A few years ago, I made an acquaintance with someone new in town. We were working together, and when she first started she was a lovely, happy person, full of excitement about her new job and new life with her family. It wasn’t long, though, before things went downhill.
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Her husband was diabetic and no matter how careful he was to control it, it just kept getting worse. Money problems seemed never-ending; one unfortunate surprise after another hit, and bills piled up. Her five year old daughter was developing behavioral problems. The woman began to suffer from fatigue and depression, and with each passing month she looked worse and worse, growing more and more worried, looking more and more defeated.
I visited her home for the first time and notice a small cup with pink and white cut flowers in them sitting on the table—yikes! She said they grew on bushes in the yard and her daughter liked to bring them in the house because they were so pretty.
I had to explain to her that the flowers were oleander, and that she needed to get rid of them. Not only are oleander highly poisonous and unsafe for a child to handle, but Italian folklore has held for centuries that bringing oleander into the house brought nothing but illness and misfortune.
Some might call it a coincidence—but shortly after she stopped bringing the flowers in the house and had the bushes trimmed down to the nub, her husband’s conditions improved. He was able to work overtime and work down their accumulated debt. The family became happier, the child gave her fewer problems and within just a few short weeks she was looking great and feeling optimistic about the future again.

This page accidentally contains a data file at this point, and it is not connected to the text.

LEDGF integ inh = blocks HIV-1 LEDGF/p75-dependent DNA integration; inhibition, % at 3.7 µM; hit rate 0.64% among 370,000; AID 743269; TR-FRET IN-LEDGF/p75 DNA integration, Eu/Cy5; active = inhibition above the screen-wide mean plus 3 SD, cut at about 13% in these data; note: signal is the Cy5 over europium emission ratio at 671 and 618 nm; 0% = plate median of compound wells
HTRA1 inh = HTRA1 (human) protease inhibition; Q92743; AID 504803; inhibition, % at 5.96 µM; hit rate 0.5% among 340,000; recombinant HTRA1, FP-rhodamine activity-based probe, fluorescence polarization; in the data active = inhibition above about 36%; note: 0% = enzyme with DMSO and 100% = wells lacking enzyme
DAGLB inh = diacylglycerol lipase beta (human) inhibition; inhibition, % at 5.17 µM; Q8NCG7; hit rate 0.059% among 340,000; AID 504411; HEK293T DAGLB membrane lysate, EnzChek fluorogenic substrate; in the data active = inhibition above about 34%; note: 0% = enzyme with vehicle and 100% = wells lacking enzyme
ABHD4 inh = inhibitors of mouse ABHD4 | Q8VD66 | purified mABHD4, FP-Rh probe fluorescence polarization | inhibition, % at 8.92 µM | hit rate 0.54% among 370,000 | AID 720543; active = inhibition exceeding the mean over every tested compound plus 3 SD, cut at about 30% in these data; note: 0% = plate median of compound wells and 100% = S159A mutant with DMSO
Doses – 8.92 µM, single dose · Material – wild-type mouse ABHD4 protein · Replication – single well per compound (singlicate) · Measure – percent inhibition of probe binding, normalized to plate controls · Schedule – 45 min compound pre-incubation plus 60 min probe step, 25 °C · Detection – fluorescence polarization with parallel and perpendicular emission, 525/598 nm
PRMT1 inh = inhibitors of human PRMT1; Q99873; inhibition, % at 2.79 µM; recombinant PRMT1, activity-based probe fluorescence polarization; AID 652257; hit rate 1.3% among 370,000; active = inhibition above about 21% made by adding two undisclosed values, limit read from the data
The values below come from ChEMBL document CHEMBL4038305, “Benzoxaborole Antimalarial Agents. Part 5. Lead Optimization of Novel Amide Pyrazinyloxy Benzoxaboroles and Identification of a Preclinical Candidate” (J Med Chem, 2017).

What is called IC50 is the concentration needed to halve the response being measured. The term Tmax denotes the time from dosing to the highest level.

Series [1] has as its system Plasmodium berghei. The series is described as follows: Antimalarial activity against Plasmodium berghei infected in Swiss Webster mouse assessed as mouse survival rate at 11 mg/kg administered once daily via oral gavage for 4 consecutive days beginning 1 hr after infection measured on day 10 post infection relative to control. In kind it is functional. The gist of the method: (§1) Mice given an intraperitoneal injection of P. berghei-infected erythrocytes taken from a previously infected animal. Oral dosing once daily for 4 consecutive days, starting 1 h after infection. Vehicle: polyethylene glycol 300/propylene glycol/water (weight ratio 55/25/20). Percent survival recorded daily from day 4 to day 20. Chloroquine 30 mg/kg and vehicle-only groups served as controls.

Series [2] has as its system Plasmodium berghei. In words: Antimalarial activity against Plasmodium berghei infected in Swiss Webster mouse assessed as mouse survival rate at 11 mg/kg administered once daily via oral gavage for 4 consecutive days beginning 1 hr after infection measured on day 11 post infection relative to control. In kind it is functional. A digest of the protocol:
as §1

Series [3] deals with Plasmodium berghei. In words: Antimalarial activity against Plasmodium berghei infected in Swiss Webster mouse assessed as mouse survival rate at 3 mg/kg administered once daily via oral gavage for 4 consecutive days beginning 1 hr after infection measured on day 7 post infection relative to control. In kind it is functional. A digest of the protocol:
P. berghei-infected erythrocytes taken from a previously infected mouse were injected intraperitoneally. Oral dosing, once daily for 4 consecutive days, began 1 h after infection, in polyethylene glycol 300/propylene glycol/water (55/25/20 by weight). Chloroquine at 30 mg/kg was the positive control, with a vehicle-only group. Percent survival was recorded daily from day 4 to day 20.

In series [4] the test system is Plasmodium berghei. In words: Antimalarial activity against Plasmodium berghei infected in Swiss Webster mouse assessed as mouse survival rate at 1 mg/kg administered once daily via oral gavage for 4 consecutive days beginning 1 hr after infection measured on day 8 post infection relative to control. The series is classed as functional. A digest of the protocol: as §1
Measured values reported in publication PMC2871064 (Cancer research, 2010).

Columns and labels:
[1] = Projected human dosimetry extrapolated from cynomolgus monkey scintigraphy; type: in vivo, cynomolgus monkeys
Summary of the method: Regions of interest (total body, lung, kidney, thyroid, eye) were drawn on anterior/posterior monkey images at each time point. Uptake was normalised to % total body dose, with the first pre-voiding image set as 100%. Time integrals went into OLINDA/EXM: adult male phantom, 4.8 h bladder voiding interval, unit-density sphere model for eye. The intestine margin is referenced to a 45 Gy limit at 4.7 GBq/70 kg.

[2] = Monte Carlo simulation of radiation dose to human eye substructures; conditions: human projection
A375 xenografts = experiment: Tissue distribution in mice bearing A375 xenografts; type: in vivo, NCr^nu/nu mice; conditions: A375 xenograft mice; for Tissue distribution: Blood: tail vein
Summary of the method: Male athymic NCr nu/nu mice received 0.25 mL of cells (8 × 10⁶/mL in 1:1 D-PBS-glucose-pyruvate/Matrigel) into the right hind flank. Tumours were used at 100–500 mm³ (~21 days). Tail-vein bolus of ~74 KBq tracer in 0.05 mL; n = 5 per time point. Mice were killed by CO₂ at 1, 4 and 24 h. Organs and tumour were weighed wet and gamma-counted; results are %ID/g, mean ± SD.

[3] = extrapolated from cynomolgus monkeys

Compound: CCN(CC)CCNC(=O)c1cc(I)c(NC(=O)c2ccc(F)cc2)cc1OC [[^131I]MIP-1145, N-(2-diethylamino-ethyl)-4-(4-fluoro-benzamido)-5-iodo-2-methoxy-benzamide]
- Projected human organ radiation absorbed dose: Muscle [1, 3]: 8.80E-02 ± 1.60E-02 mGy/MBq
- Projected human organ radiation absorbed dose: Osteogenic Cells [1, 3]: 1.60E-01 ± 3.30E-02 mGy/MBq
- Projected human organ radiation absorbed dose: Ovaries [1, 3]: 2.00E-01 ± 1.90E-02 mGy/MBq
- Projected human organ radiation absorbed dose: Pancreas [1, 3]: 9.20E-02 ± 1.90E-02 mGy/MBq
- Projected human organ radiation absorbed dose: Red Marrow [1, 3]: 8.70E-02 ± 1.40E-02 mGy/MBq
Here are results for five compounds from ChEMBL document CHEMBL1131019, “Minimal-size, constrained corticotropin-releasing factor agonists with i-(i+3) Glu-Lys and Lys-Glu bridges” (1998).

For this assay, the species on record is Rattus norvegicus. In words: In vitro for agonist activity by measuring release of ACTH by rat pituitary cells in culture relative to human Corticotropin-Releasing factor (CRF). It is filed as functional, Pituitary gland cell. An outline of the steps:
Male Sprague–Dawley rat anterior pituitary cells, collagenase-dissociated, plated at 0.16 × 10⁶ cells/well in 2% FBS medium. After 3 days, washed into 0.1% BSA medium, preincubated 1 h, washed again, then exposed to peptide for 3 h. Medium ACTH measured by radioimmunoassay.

A lot of people don’t think about the type of plants they bring into the home—they choose them because they’re pretty or easy to take care of. But plants have a way of drawing and repelling distinct energies that can really have an effect on the household.
Worst Plants and Flowers to Bring In Your Home
Blackthorn: legend has it that the crown of thorns placed on Christ’s head was made of blackthorns, and that the plant has been cursed ever since. Death is said to follow when this plant blossoms indoors.
Broom: this plant has long been used in folk magic for purification and cleansing, and hanging a bunch of cut broom from the rafters is a great way to spiritually cleanse the home. Don’t bring in the whole plant, though; not only is it toxic, but it draws bad luck.
Euphorbia: folklore associated with this plant says that if brought indoors can it strike the household systematically down with illnesses. It has very protective energies, particularly when a new baby is brought into the house. Cut stems and leaves may be brought in safely, however the plant should remain outdoors to grow and safeguard the house from bad luck.
Hydrangea: this plant is not so much dangerous if grown indoors, but can really put a damper on your love life. Unmarried maidens are said to remain unmarried if hydrangea is grown in the house.
Best Plants to Bring Into the Home
African Violet: Sacred to the Goddess Venus, this plant promotes spiritual vibrations and energies within the home.
Ferns: there is a reason they’re such popular houseplants. Ferns radiate with protective energies, they repel negative energies and evil spirits.
Jasmine: Growing jasmine indoor draws peaceful, loving energies. If grown in the bedroom, the scent of the blossoms are known to induce prophetic dreams.
Money Plant: the name says it all. This plant is said to bring prosperity to wherever it’s grown.
Pennyroyal: If there is arguing in the house, bring in a pennyroyal and it will bring harmony and peace. This plant is toxic, though, so be careful with pets or children.
By Mackenzie Wright